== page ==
Elijah McClain - medics charged

DrParasite

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The way I read the report is that they gave the ketamine, waited for it to start to take effect, moved him to the cot, then noticed the cardiac arrest..
So they gave ketamine, saw him calm down, moved him to the cot and then into the truck where there was much better light, better privacy, and more controlled situation, in order to perform a proper assessment... I'm assuming he arrested before they left the scene right? sounds like a logical flow of events to me... Does the report imply something differently?
 
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FiremanMike

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So they gave ketamine, saw him calm down, moved him to the cot and then into the truck where there was much better light, better privacy, and more controlled situation, in order to perform a proper assessment... I'm assuming he arrested before they left the scene right? sounds like a logical flow of events to me... Does the report imply something differently?
Nope, you pretty much nailed it
 

DrParasite

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Carlos Danger

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As someone who views this type of incident from a different perspective than many folks in the public safety realm, I find it disappointing that so many folks fail to take a high level view of these events in order to try to learn as much from it as possible.

Instead of "An innocent kid ended up dead for no apparent reason; what could have / should have been done differently?", so many people get defensive of their tribe and seek ways to justify and excuse everything. "The police were just doing as they were trained by choking a person of small stature who didn't appear to posses a weapon or intend on causing any harm". "He just should have complied". "The medics were just following their protocols by giving a MASSIVE dose of a potent anesthetic to a small person who was already physically controlled ".

OK.....alright....even putting aside the personal responsibility of the police or medics for the outcome of their actions, immediately going to "HEY...HEY....everything they did was LEGAL!!! Don't JUDGE!! You WEREN"T THERE!!" totally misses the entire point of reviewing the scenario.

It is entirely possible to acknowledge that actions didn't violate training or SOP or protocol or law, but still admit that clearly whatever was done didn't result in a desired outcome, so perhaps we could talk about doing it differently in the future.
 

DrParasite

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Instead of "An innocent kid ended up dead for no apparent reason; what could have / should have been done differently?", so many people get defensive of their tribe and seek ways to justify and excuse everything. "The police were just doing as they were trained by choking a person of small stature who didn't appear to posses a weapon or intend on causing any harm". "He just should have complied". "The medics were just following their protocols by giving a MASSIVE dose of a potent anesthetic to a small person who was already physically controlled ".
and
It is entirely possible to acknowledge that actions didn't violate training or SOP or protocol or law, but still admit that clearly whatever was done didn't result in a desired outcome, so perhaps we could talk about doing it differently in the future.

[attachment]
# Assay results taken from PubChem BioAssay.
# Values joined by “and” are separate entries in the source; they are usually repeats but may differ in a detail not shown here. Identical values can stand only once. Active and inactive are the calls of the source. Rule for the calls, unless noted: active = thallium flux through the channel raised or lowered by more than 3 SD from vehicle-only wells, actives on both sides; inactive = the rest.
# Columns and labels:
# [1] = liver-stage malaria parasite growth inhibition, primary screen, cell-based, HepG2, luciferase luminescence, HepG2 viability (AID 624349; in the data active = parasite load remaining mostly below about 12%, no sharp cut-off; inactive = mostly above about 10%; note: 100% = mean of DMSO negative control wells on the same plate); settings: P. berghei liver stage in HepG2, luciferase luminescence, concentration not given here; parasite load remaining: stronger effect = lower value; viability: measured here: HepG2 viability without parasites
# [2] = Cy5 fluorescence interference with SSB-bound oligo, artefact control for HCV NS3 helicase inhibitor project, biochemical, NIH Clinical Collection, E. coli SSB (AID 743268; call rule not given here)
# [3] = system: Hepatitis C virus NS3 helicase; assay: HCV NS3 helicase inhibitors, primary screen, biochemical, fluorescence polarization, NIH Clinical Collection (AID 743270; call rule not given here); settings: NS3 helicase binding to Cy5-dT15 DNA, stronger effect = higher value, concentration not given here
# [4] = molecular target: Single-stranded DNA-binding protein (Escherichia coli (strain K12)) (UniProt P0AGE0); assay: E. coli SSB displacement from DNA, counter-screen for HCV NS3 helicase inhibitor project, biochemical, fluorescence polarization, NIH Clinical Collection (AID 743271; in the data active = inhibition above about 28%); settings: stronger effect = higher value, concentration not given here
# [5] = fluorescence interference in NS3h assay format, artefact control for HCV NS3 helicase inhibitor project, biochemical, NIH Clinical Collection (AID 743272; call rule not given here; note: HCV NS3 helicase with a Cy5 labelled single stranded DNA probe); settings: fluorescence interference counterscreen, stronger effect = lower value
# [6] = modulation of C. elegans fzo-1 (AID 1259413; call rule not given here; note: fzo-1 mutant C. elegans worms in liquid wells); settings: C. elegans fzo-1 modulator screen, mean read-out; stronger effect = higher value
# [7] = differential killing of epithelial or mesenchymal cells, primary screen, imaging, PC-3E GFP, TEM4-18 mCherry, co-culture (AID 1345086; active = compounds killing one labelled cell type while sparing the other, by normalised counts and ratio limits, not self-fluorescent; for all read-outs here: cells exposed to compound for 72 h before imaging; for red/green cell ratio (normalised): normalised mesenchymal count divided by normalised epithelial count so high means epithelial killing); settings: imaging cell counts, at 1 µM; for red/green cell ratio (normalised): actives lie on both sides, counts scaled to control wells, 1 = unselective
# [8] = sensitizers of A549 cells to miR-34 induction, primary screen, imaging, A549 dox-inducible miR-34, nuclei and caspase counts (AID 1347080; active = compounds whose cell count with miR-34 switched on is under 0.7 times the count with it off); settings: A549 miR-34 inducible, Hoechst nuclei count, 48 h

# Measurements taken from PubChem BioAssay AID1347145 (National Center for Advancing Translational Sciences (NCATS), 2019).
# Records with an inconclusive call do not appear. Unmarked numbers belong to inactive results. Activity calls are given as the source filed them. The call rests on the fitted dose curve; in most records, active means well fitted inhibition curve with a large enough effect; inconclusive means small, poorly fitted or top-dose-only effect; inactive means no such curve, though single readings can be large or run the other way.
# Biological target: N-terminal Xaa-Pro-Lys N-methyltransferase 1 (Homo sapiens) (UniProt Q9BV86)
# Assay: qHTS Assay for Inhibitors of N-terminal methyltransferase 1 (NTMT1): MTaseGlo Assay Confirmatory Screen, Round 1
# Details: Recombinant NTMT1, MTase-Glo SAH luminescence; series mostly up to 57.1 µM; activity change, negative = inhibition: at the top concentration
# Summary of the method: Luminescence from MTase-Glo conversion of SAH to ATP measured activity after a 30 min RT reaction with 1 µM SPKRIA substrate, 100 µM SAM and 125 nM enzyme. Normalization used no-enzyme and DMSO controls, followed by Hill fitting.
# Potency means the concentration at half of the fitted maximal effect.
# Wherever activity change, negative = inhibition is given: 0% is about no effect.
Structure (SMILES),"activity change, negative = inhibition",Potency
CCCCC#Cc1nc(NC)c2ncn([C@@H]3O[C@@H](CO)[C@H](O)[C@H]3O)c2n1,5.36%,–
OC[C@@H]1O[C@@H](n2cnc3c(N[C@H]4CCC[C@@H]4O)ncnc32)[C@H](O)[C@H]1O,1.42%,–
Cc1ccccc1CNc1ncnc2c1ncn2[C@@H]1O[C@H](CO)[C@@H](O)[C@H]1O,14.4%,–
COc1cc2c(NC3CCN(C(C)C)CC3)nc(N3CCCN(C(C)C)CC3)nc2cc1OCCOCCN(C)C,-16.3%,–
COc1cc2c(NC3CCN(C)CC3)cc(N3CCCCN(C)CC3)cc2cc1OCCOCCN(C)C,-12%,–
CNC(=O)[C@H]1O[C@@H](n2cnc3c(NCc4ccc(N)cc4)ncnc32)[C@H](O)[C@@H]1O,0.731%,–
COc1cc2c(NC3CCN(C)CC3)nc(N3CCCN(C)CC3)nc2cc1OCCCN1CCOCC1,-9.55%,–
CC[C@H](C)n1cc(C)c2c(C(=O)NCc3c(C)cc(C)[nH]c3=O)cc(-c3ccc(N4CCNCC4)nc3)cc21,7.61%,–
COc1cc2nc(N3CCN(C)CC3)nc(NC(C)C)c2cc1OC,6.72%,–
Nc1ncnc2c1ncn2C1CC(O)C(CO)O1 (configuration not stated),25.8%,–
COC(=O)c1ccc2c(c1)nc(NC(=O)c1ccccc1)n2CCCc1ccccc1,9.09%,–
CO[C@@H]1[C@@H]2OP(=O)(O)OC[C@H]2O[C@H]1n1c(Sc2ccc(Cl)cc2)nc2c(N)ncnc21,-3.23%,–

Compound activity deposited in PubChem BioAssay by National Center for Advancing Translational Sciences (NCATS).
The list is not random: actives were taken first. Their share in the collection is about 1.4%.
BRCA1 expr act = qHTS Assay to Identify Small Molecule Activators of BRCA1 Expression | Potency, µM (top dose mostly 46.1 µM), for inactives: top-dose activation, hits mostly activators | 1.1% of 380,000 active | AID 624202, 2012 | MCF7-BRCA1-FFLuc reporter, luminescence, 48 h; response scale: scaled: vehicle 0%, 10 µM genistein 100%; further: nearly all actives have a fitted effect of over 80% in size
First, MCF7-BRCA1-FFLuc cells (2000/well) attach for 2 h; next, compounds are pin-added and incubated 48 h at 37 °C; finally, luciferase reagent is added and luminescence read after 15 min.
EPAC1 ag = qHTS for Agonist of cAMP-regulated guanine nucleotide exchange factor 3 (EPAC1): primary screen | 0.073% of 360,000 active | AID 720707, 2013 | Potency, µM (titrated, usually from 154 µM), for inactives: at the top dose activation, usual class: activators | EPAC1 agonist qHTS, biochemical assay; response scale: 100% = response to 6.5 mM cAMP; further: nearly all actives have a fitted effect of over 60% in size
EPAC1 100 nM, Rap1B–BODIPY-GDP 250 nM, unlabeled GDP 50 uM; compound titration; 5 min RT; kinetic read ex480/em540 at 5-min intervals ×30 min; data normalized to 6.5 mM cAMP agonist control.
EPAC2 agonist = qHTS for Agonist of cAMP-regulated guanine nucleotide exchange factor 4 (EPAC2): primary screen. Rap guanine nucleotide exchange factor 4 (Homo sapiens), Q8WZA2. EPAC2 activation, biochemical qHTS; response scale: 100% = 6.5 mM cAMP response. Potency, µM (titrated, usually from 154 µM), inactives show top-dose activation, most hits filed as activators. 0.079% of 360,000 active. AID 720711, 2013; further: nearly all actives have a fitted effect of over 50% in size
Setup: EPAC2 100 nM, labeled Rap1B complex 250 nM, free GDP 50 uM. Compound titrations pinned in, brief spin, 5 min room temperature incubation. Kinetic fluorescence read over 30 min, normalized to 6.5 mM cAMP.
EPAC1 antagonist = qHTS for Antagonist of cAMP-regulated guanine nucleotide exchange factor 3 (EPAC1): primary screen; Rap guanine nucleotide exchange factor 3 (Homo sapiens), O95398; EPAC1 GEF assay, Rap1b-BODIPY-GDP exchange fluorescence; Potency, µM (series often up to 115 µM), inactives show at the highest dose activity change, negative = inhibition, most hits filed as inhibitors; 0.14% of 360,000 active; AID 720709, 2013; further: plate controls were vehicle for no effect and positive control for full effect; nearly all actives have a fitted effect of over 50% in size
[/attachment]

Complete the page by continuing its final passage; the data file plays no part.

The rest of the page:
My issue isn't that the kid is dead; my issue is that the paramedics are being criminally charged for a systemic issue. They followed the rules that their medical director laid out, in the circumstances they were in. Even the cops, if the choke hold was in accordance to their training (I don't know, and I don't care), and their followed their training as their employer directed them to, then it's a leadership systemic issue, and it's wrong to criminally charge the staff for follow the lawful rules of their employer.

This is the complete opposite of the Vanderbilt nurse, who bypassed many of the controls that were in place during a non-emergency situation; this was an uncontrolled scene, at night in the dark, with a combative patient. and once the paramedics noted a problem, they took action immediately.

Do I think things could have been done differently? absolutely, and hindsight is 20/20. We can what if this until the end of time. and it's really easy to review this situation online, at home, or in an office afterwards. It's even easier for a lawyer to stand up in court and say how these paramedics killed the person, and should never have been paramedics, and should be tarred and feathered every day during their life sentence.

But I can also say that if I was in the same position as the two paramedics, with limited information, with the cops fighting with a combative and violent EDP, in the dark, I would follow my MD's orders and give the same dose (assuming the dose was correct, based on the information they have).
 

Carlos Danger

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if I was in the same position as the two paramedics, with limited information, with the cops fighting with a combative and violent EDP, in the dark, I would follow my MD's orders and give the same dose (assuming the dose was correct, based on the information they have).
I don't doubt that you would, and that just proves my point.
 

Carlos Danger

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and